Berlin, Germany -- Even before we drove it, the Volkswagen e-Golf, which is based on the seventh-generation of the Golf family, felt so familiar that Big Bird could have been under the hood and we would have liked it. (Feathering the throttle would have been touchy, though.) Instead of a beak and plumage, we got a 12,000-rpm electric motor. When it goes on sale in late October, the 2015 e-Golf will become the first battery-electric car Volkswagen has offered in the United States. As a Golf, it is highly advanced and thoroughly refined; it just happens to be electric.
Volkswagen chose Tempelhof airport in Berlin for the introduction. Waves of dignitaries, dealers, and drudges like us sampled not only the e-Golf but also the Golf GTE, a plug-in hybrid not yet confirmed for sale in the United States. Even Berlin's general public was invited out to try electric mobility, Wolfsburg style. For our part, starting from the site of the airlift that sustained the city through the eleven-month blockade of 1948 and 1949, we drove a 26-kilometer (16-mile) loop over major streets, passing a remnant of the old Wall along the way and reflecting with admiration on our forebears' defiance of Soviet totalitarianism.
Whereas C-54 Skymasters had substantially outperformed tail-dragging C-47s in the airlift, the e-Golf performs like every other battery-electric we've driven. The silent delivery of power, the hiss of tires, and their occasional thumping over a bump are the car's signatures. Neither dramatic nor thrilling -- VW quotes 10.4 seconds to 62 mph and a limited top speed of 87 mph -- the experience is nonetheless satisfying, especially in Germany, where 23 percent of electric power comes from renewable sources, and in Berlin, where there is nary a pothole. With 115 hp and 199 lb-ft of torque, electric propulsion delivers a substantial feeling, like a breakfast smoothie fortified by a sweet potato.
Those bystanders gathered at the Wall's graffiti-covered remnant would need schooling to know the e-Golf is different than its gas- or diesel-powered counterparts, but there are clues. The bodywork is more aerodynamic, giving a substantial edge (a 0.28 drag coefficient, versus 0.30) over the basic model. Unique windmill-style wheels, four badges on the body, blue accents, and chevron-like front indicator lamps add to the distinction. (This is the first VW with all-LED lighting.) Azure ambient illumination glowed at our elbows as we passed through the long Tiergarten tunnel, and aquamarine stitching bound the leather covering to the steering wheel.
Between the instrument display's large dials, an indicator tells the selected driving mode: Normal, Eco, or Eco+. The central display screen presents animations showing battery draw and regeneration status. Moving the e-Golf's lever for the new single-speed transmission to the "B" setting engages the most aggressive of four energy regeneration profiles. It challenged our ability to stop smoothly but nearly enabled one-pedal driving.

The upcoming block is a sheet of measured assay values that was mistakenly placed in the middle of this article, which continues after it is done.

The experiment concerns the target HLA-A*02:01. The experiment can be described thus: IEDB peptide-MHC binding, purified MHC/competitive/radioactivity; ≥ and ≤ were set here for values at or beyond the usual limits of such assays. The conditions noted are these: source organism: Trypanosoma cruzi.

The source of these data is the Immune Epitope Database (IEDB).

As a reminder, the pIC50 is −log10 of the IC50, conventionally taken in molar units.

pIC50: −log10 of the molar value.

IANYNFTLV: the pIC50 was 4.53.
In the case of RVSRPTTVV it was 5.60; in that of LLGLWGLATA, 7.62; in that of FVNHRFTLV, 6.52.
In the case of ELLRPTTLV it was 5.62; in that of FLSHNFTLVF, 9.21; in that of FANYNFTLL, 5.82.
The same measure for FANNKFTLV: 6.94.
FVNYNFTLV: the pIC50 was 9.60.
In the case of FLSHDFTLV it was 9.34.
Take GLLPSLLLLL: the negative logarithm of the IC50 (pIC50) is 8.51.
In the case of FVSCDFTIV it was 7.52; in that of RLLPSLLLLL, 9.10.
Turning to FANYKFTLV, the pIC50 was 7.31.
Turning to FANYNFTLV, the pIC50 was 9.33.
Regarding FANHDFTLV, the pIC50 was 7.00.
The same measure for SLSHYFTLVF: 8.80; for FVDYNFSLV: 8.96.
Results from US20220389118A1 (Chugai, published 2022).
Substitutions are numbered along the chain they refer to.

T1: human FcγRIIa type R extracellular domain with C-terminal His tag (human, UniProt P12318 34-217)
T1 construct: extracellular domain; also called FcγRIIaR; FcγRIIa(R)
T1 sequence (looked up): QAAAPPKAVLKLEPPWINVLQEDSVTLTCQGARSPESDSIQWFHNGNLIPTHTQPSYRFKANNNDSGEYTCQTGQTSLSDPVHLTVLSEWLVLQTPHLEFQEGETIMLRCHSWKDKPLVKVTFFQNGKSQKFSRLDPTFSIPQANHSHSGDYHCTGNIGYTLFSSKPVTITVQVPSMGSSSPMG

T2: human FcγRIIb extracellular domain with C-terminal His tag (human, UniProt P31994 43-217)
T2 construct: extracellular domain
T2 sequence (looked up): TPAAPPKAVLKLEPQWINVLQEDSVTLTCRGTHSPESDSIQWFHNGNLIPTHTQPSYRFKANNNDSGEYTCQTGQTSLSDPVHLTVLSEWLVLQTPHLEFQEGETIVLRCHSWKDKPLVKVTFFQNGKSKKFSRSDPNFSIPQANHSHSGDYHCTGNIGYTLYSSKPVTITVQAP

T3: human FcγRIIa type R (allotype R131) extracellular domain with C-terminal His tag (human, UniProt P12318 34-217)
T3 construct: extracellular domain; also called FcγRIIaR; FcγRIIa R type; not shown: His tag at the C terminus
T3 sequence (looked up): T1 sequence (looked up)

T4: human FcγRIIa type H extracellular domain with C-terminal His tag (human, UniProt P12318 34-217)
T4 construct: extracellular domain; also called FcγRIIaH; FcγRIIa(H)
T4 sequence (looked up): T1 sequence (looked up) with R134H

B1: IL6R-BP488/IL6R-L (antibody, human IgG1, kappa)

Rather than a lap around Berlin, we could have traveled between 80 and 118 miles on the charge. The 264-cell lithium-ion battery, which is assembled into 27 modules weighing 700 pounds, is good for 24.2 kWh. It recharges in thirteen hours, although VW offers a wall box that shortens replenishment time to eight hours. A DC fast charger will open the gates to 80 percent capacity in about 30 minutes. Battery temperature and function are monitored and regulated for maximum safety and output.
With dynamic performance being nothing to brag about, the e-Golf claims more back-seat and cargo room than the Nissan Leaf. (The latter advantage owes something to the VW's lack of a spare tire.) A best-in-class ownership experience is also promised. Where the e-Golf shines brightest, though, is in the Wolfsburg factory that will turn out 850,000 cars in 2014. The Golf's modular chassis architecture, which will spread to other VW models, permits the consecutive assembly of climate-change-denying Golfs fitted with combustion engines and eco-models riding along the line on yoga mats while using an app to chart the melting of glaciers.
"Whatever the customer needs, we can build," Heinz-Jakob Neusser, Volkswagen Group's powertrain development chief, said in a press conference.
Besides the e-Golf, Wolfsburg can build the GTE. The plug-in hybrid is three cars in one. We drove it on a short loop, first staying in electric mode and creeping smugly through traffic. Accelerating onto a boulevard, we received assistance from the 1.4-liter turbocharged four-cylinder engine known and loved from the Jetta Hybrid, and the GTE romped through Berlin. Returning to the decommissioned airfield, we did a couple of acceleration runs, finding nothing to dispute the contention of GTI-like performance from the hybrid.
The Golf celebrates its fortieth birthday on March 29. More than 30 million examples have been produced. When it comes to America and goes on sale at an as yet undetermined price, the 2015 e-Golf will represent a factory once written off as uncompetitive and a company in the midst of transformation, determined to reduce energy use and material waste in its plants, to use lightweight, hot-formed steel wherever possible, and to scrape away every gram of excess metal from engine components for better efficiency. Whether the e-Golf becomes a Volks populi is beside the point: VW believes its serious intent is worth squawking about.
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